Alyson Miller


Metals (II)

On a street that smells like fresh grass and packed lunches, she watches an old couple tumble across the road, moving away from something unseen, but heard. The sound falls against the window, a violence of words that hits the glass and strikes the couple now crouching behind the letterbox, holding plastic bags full of groceries to their chests. A man, or maybe a woman, skeletal and dressed in virgin white, moves down the footpath like something haunted, hunted, a long sword in one hand; a machete in the other. Behind the curtain she listens hard, wondering what the old man is whispering to his wife, her round face caught between his palms so firmly her mouth is trapped, wet and fish-like. They are safe in this moment. From the radio, the hourly news exhales into the room, punctuated by the echo of a growl, a shouted fuck, and the ghostly ring of metal moving through the air.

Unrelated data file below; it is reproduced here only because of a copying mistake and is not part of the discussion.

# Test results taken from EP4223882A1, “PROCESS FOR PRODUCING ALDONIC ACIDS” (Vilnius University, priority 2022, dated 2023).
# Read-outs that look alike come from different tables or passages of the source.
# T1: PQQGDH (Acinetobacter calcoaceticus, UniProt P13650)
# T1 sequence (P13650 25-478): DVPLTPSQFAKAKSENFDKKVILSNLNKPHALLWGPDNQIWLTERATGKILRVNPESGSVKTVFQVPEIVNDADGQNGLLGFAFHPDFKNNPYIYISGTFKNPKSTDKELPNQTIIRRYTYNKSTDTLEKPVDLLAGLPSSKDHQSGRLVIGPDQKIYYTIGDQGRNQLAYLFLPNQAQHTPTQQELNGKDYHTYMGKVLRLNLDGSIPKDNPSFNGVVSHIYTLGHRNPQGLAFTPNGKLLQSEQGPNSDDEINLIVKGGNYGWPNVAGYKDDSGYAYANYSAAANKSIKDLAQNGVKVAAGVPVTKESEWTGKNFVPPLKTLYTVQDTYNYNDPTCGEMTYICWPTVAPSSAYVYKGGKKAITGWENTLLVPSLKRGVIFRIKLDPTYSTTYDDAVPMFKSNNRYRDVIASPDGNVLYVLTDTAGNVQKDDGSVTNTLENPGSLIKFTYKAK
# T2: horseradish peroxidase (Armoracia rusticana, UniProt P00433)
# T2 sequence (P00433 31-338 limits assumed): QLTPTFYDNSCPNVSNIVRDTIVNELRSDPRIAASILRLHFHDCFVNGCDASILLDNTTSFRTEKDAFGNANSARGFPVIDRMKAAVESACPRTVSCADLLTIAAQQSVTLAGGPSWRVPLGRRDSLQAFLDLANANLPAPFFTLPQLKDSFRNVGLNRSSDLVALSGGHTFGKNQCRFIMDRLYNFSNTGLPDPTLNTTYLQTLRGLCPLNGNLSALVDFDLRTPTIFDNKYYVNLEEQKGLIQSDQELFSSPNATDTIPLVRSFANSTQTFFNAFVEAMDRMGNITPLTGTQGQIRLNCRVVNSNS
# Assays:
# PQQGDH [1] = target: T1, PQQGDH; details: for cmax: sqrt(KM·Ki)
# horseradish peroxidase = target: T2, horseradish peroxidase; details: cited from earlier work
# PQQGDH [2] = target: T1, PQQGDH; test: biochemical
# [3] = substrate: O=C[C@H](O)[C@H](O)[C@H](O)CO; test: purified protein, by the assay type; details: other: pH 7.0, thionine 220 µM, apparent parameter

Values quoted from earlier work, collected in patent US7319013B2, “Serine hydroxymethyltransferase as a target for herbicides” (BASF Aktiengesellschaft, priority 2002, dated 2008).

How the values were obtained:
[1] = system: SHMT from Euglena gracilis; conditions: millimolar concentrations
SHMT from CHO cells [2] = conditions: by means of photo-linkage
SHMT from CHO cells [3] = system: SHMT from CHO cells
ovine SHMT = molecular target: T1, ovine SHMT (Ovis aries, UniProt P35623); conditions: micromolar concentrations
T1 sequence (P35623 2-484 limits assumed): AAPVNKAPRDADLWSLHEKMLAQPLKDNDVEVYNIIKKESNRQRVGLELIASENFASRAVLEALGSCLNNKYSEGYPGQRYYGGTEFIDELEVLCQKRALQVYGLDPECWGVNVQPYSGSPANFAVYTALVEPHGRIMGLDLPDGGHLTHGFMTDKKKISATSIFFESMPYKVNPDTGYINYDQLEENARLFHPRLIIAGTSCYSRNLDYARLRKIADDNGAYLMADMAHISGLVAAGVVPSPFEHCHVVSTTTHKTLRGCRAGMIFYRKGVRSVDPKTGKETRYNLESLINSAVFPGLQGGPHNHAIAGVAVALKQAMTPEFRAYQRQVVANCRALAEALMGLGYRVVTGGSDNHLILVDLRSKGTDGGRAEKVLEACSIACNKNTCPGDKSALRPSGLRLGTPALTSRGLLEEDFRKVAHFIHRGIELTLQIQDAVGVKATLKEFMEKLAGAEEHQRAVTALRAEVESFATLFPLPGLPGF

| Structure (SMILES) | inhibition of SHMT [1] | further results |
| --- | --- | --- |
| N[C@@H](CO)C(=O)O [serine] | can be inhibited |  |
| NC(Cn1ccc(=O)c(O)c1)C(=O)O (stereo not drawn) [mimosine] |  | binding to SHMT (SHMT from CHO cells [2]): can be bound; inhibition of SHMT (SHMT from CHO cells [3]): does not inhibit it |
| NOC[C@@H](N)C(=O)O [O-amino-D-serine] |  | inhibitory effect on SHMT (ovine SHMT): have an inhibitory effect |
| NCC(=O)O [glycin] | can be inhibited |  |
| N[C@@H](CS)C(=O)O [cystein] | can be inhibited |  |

Alyson Miller teaches literary studies at Deakin University, Geelong, Australia. Her short stories and poetry have appeared in both national and international publications, with a book of literary criticism, Haunted by Words: Scandalous Texts, forthcoming (Peter Lang).